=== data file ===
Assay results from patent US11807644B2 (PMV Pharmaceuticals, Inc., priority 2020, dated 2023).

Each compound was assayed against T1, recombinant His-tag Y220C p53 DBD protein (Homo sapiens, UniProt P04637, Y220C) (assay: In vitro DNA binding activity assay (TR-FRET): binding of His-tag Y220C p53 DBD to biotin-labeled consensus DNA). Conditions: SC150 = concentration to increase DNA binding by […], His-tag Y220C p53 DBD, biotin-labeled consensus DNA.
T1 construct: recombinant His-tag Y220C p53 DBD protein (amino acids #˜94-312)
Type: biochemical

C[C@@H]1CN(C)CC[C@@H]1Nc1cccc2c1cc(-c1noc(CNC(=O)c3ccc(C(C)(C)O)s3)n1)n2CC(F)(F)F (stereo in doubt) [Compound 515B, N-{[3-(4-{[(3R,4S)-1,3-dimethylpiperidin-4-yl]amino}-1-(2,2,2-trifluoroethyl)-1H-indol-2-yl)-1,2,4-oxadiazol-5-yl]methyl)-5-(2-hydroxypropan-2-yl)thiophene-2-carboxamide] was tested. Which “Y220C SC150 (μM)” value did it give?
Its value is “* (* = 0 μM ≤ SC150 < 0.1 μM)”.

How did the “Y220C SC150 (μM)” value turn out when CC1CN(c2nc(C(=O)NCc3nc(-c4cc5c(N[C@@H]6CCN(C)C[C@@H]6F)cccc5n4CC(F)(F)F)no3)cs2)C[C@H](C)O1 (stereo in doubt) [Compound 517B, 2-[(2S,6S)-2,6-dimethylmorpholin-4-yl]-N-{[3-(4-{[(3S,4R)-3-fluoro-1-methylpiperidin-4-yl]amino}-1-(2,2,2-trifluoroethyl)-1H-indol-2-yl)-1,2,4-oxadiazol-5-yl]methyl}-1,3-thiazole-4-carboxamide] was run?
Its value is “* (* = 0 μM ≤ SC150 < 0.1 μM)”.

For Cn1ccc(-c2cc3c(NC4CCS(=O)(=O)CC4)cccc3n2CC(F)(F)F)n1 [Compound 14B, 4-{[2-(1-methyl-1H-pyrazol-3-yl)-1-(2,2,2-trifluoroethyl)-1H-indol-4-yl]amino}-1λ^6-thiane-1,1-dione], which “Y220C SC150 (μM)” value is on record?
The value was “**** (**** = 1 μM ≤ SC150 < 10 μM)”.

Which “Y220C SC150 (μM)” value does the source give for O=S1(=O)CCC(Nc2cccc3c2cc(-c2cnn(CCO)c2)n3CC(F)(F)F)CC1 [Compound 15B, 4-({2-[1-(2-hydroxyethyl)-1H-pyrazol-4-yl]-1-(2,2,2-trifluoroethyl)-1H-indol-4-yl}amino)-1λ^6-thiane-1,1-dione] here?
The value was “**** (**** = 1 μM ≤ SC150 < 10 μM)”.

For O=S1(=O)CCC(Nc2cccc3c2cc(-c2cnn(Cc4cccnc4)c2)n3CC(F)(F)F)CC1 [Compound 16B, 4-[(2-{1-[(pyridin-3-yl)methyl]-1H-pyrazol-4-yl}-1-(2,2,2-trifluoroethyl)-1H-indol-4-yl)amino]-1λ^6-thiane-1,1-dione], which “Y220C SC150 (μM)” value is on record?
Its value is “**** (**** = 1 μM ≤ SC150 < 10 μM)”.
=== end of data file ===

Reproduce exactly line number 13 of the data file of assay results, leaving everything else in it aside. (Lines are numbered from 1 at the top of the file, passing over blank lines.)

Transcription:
For O=S1(=O)CCC(Nc2cccc3c2cc(-c2cnn(Cc4cccnc4)c2)n3CC(F)(F)F)CC1 [Compound 16B, 4-[(2-{1-[(pyridin-3-yl)methyl]-1H-pyrazol-4-yl}-1-(2,2,2-trifluoroethyl)-1H-indol-4-yl)amino]-1λ^6-thiane-1,1-dione], which “Y220C SC150 (μM)” value is on record?